Yes. I think one sign of how well he's playing is that he drew Andrei Kirilenko, who once would have guarded Nowitzki. Howard (21 points, nine rebounds) does so many things well. Along with guys like Caron Butler, he's stepped his game to a whole other level.
Mavs center Erick Dampier's 30 minutes on the floor Tuesday doesn't register much in the box score. Did he have a bigger effect?
Much bigger. Dampier reminds me of Alonzo Mourning in that I remember playing with 'Zo and telling him that he doesn't have to score to be a factor. Dampier isn't in the 'Zo mold, but he can be a presence in the middle. The game has changed where centers are role players, and Dampier can be a very good one.
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Douglas C. Pizac/AP Photo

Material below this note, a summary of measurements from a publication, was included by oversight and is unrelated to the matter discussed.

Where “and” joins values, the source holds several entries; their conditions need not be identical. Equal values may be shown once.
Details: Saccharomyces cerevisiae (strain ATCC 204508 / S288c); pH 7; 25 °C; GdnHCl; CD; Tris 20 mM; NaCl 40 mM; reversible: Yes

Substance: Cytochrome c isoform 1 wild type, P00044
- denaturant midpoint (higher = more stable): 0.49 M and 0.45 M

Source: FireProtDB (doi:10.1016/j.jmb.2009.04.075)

After earning a flagrant foul for flooring Matt Harpring, Mavs guard Jerry Stackhouse gets a T for confronting Jazz coach Jerry Sloan. He was later ejected following a second flagrant foul.
BRON WAS ON: Watching LeBron James drain three consecutive 3s in a two-minute span to blow the game open in the fourth was impressive, but seeing him tell his coach to call the play "thumbs down" -- a flat ball screen at the top -- knowing the Kings couldn't defend it was even more eye-opening. Few 22-year-olds have the perspicacity LBJ does. Those who do are engineers or doctors, not highly skilled athletes.
WHIZ GRIZZ: The conventional wisdom suggests that the NBA is a players' league. But the Memphis Grizzlies are the latest proof that coaches still rule the roost. It's not that coach Tony Barone wants them to run as much as he is just letting them play to their natural tendencies. And he is giving them the freedom to "push and fail" without looking over their shoulders. The result is a stress free and confident group, and a dangerous team for anyone with playoff aspirations.